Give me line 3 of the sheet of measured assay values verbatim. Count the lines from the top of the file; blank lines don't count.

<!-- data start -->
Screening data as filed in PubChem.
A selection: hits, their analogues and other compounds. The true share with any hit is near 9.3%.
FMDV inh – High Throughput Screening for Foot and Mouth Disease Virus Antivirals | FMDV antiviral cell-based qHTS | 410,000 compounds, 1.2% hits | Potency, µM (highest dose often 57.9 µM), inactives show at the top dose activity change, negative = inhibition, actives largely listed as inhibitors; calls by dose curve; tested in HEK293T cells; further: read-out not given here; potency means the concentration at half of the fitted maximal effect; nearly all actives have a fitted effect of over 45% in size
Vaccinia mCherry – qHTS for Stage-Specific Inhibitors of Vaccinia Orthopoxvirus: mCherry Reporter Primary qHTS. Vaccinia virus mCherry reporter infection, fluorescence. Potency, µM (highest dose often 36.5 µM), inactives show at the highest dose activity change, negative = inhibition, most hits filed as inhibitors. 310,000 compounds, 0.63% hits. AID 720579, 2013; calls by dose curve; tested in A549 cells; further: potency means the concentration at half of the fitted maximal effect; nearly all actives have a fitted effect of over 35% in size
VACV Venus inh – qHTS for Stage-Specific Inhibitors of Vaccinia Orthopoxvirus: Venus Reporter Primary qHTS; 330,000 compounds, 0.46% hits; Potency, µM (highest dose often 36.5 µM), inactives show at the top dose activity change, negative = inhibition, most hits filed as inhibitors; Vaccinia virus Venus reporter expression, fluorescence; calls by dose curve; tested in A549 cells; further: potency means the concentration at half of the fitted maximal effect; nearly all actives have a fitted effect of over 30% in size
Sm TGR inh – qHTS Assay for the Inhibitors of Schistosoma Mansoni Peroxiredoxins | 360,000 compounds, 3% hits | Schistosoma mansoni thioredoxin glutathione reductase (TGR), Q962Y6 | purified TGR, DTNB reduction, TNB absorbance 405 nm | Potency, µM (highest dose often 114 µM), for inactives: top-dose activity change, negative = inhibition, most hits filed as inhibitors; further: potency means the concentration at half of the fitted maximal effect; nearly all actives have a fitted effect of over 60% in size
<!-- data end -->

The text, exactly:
FMDV inh – High Throughput Screening for Foot and Mouth Disease Virus Antivirals | FMDV antiviral cell-based qHTS | 410,000 compounds, 1.2% hits | Potency, µM (highest dose often 57.9 µM), inactives show at the top dose activity change, negative = inhibition, actives largely listed as inhibitors; calls by dose curve; tested in HEK293T cells; further: read-out not given here; potency means the concentration at half of the fitted maximal effect; nearly all actives have a fitted effect of over 45% in size